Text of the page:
"There was no visible concrete," Palmer recalled. "Everywhere you looked, there was a sea lion in it or on it."
The patients have already eaten through the center's annual budget of up to $80,000 for capelin and herring, officials at the center say. At one point, the center was going through thousands of pounds of fish each week.
"It's stressed the system," Nagle said. They've been able to get by, he said, because of the tireless crew and Palmer, who has remained level-headed in the face of considerable pressure.
"She never loses her cool."
Hundreds of sea lion pups have been found stranded on the Southern California coast, an alarming trend that has left researchers and rescuers on the front line struggling to come up with an explanation.
Palmer backed into a life of caring for animals. She worked for 20 years in the film business, as a sound editor. She was content with her old life, she said. She enjoyed her work.
But she had dreamed when she was younger of being a marine biologist. She thought one day she'd work at an aquarium and care for fish. "I wanted to go back," she said, "and see if I could pursue the thing I've always wanted to do."
As a veterinary student, enrolled at the University of Minnesota, she volunteered in San Pedro. She worked for a time treating horses in Ventura County, but she wanted to return to marine life and to San Pedro.
In the eight years since her return, as staff veterinarian, she rediscovered something about her work she found so gratifying: seeing a vulnerable creature become vital, and knowing she had played a part in that.
Palmer has clung to that as the days wore on, the demands piling up.
There were the ones she couldn't help: At the most critical point, nearly half of the pups wouldn't make it, many dying within hours of being rescued and before Palmer even had a chance to diagnose them. There were the others, who would survive but would never be able to return to the wild.
And there were the pups that got better. The helpless little ones that once could get nutrition only through a tube, now waddling away from the huddle at feeding time with a herring's tail poking out of their mouth.
There are definitely days I feel inadequate, days I wish were different. But we're making a lot of progress, and helping a lot of animals."
— Veterinarian Lauren Palmer
That, she reminded herself, was why she was here.
"There are definitely days I feel inadequate, days I wish were different," Palmer said. "But we're making a lot of progress, and helping a lot of animals."
In recent weeks, the tide has shifted: More sea lions were going out than coming in. Storage rooms were holding supplies again.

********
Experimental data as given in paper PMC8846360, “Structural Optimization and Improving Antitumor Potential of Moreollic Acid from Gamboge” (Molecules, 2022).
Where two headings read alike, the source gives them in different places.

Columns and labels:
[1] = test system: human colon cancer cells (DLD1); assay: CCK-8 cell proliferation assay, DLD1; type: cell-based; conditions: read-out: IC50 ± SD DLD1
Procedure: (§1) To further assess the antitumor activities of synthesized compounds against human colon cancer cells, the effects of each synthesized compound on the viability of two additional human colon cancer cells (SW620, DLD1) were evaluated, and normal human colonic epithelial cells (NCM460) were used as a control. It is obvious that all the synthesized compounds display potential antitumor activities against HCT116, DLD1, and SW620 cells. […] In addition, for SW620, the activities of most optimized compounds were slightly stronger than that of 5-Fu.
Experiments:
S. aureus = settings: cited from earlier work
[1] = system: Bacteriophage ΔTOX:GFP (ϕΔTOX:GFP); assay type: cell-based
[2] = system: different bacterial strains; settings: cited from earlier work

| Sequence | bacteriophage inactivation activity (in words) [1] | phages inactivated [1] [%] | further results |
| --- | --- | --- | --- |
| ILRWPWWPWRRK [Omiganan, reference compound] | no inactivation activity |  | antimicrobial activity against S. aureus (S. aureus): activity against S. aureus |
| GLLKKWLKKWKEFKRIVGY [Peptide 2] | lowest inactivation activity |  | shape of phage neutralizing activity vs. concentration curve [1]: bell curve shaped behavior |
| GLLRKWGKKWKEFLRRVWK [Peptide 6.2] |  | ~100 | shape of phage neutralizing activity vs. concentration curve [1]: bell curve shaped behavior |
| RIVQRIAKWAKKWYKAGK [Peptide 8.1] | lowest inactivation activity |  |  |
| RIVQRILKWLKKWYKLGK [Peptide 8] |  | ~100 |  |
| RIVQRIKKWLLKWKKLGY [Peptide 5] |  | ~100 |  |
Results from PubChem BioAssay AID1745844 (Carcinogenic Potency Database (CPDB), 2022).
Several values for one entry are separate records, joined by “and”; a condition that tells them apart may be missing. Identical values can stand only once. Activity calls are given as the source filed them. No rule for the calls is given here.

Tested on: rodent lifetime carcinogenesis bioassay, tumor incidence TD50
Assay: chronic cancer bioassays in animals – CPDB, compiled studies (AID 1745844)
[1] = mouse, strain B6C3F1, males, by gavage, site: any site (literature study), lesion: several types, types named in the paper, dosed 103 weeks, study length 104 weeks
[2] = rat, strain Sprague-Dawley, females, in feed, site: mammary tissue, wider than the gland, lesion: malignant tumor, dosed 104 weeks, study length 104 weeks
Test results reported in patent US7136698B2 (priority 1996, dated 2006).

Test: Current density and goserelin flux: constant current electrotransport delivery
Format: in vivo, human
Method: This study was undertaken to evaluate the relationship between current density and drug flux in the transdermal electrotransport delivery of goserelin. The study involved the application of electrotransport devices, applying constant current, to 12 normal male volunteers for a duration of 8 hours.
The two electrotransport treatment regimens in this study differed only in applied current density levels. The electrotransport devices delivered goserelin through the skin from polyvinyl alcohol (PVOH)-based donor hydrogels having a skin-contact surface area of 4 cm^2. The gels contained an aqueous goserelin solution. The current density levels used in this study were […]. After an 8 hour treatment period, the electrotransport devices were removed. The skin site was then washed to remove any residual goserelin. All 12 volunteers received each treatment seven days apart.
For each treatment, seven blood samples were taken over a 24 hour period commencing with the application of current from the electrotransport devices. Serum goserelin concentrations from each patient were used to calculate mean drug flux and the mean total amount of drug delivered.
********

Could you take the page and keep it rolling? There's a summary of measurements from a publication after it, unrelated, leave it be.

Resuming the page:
And on this July afternoon, Palmer was ready to let some more go.
She kept tabs on her patients' weight and the results of blood work. But the final call hinged on something no test would reveal. She watched their behavior, how they acted when workers flung fish into the pens or a cluster of pups wrestled in the pool: Could they hold their own?
It's a tricky decision, she said. Unless they're found stranded again, Palmer doesn't know what happens to her patients once they leave her care. "They don't send postcards!" she joked.
She walked through kennels, looking for the ones she thought could be released. She spotted 534. She picked four others. She considered letting one more go, but changed her mind.
"I'm not going to send 380," she called out to one of her interns, who'd grown attached to this particular sea lion. "He could use a few more pounds."
The others were hauled over to Palmer's exam room for one last look.
One of them had been a patient of hers for a while. She looked at her notes: No. 157, admitted Feb. 26. He was underweight, like most, but also had eye troubles.
He still had limited sight in one eye, but she thought he could handle himself in the wild. "It's as good as it's going to get," she said. "He's bigger, stronger and, hopefully, he'll do OK."
She has come to care for the pups. But as she sends them off, she hopes she never sees them again. That means she did her job right.
Mansfield and other volunteers lugged the crates down the rocky coast, resting them at the water's edge.
One by one, they unhitched the locks on the crates, and the sea lions pushed their way out. They scampered into the water, flopping their way through the incoming waves.
When 534's turn came, he was timid. He poked his head out, then retreated into the crate. Mansfield had to shake the crate to get him out, and he immediately dashed into another one.
At last, he ventured into the water. For a few moments, he kept popping up and looking back at the beach. Then, a wave washed over his head and he vanished, off to start his life again.Copyright © 2018, Los Angeles Times